At the same time, with limited to no access to production property and resources, members of the proletariat class become engaged in alienated labor more. In this way, the issue of social inequality and economic enslavement of individuals perpetuates.
Communism as a Solution
Communism is for the eradication of any class opposition, and inequality and, therefore, Marx is for the abolition of property. However, he notes in the Communist Manifesto that “the distinguishing feature of Communism is not the abolition of property generally, but the abolition of bourgeois property” (Marx, 2013, p. 86).
He also observes that communism “deprives no man of the power to appropriate the products of society” but deprives him/her “of the power to subjugate the labor of others by means of such appropriation” (Marx, 2013, p. 86). These statements imply that in an ideal communist society, the upper class of bourgeoisie will not exist because the private ownership of the production property will no longer be permissible. Consequently, the resources produced by using a production asset will be more easily distributed among all members of the society.
Notably, the abolishment of private property will lead to the elimination of labor division as well. Marx observes that in modern society, each person has a certain specialization and is forced to comply with it in order to survive (Marx & Engels, 1998). When production activities and outputs are no longer an individual’s concern, and when one’s livelihood does not depend on them, he/she becomes free to engage in any activity he/she deems meaningful. In this way, a person obtains a chance to lead a truly productive and happy life.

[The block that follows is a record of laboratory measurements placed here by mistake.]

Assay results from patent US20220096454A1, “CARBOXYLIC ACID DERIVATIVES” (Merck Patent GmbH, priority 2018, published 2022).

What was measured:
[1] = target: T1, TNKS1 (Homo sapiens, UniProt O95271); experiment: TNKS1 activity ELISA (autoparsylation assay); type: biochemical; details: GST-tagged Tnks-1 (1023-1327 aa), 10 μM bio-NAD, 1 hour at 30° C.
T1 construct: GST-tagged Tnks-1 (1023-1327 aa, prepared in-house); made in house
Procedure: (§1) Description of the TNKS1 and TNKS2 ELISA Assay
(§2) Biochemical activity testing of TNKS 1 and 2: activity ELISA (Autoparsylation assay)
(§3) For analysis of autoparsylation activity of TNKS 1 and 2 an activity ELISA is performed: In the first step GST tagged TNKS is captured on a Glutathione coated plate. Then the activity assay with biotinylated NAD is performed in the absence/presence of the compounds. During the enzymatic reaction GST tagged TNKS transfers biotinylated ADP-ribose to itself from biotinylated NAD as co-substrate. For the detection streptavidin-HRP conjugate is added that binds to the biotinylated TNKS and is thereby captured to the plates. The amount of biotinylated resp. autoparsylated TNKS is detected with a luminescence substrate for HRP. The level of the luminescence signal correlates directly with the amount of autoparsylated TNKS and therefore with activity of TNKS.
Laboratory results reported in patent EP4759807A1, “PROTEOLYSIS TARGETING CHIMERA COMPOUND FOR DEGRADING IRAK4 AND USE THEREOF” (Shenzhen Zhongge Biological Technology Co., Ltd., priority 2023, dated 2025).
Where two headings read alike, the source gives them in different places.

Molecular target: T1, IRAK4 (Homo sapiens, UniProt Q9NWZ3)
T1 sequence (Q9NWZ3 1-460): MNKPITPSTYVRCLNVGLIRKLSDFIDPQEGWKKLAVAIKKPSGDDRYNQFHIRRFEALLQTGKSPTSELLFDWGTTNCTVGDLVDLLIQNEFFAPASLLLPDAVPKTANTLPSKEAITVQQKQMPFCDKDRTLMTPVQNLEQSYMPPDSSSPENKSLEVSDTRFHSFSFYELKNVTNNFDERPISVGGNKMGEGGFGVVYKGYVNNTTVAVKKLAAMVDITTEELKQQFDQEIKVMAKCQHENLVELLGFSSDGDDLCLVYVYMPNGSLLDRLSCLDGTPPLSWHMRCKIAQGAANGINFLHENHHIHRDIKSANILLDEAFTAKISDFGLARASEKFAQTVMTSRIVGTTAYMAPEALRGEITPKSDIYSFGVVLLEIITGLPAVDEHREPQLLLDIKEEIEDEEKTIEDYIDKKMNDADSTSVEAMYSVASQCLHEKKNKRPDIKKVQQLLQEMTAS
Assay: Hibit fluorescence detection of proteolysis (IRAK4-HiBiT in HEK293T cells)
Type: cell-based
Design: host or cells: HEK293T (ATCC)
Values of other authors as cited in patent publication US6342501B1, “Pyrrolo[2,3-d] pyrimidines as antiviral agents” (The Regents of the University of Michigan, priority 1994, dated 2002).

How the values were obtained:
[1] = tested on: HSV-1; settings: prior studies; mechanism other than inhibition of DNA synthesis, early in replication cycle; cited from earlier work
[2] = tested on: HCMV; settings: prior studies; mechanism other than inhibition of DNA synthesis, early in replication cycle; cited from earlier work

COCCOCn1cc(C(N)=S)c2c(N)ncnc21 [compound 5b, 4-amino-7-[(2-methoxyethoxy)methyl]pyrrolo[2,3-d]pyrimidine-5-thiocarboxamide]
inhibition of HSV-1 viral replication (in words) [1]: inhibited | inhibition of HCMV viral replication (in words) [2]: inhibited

Marx’s ideas regarding the abolition of private property and consequent elimination of labor division seem compelling, and I agree with the assumption that only the bourgeois property should be abolished. The reason for that is the fact that lower-rank employees in large corporations often work longer hours but earn considerably less than many company owners (stockholders), who often do nearly nothing to benefit their business on a day-to-day basis. The ownership status and related specialization may thus be closely linked to the unfair distribution of resources. I also agree that alienated production takes away life forces from individuals and frequently makes them unhappy, and that desires for private property increase greed and competition.
Nevertheless, Marx’s solutions are unlikely possible to implement in reality at this moment not least because a complete abolition of private property implies that resources will be owned by the state. Obviously, it may entail even greater risks that they will serve to meet the interests of the ruling class and their close ones. Therefore, it seems that a solution to the problem of social inequality will not be purely political but will comprise an ethical element as well.
To create an ideal communist society in which each person will freely engage in different productive activities and will have access to all necessary resources exempting them from a concern for basic survival, a supportive economic, social, and cultural environment is needed. The main issue in these endeavors is to determine how and by whom social resources will be controlled and distributed.
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Fromm, E., & Marx, K. (2013). Marx’s concept of man: Including ‘Economic and philosophical manuscripts’. London, UK: Bloomsbury.
Marx, K. (2013). The communist manifesto. New York, NY: Pocket Books.
Marx, K., & Engels, F. (1998). The German ideology. New York, NY: Prometheus Books.
Rummel, R. J. (n.d.). Marxism, class conflict, and the conflict helix. Web.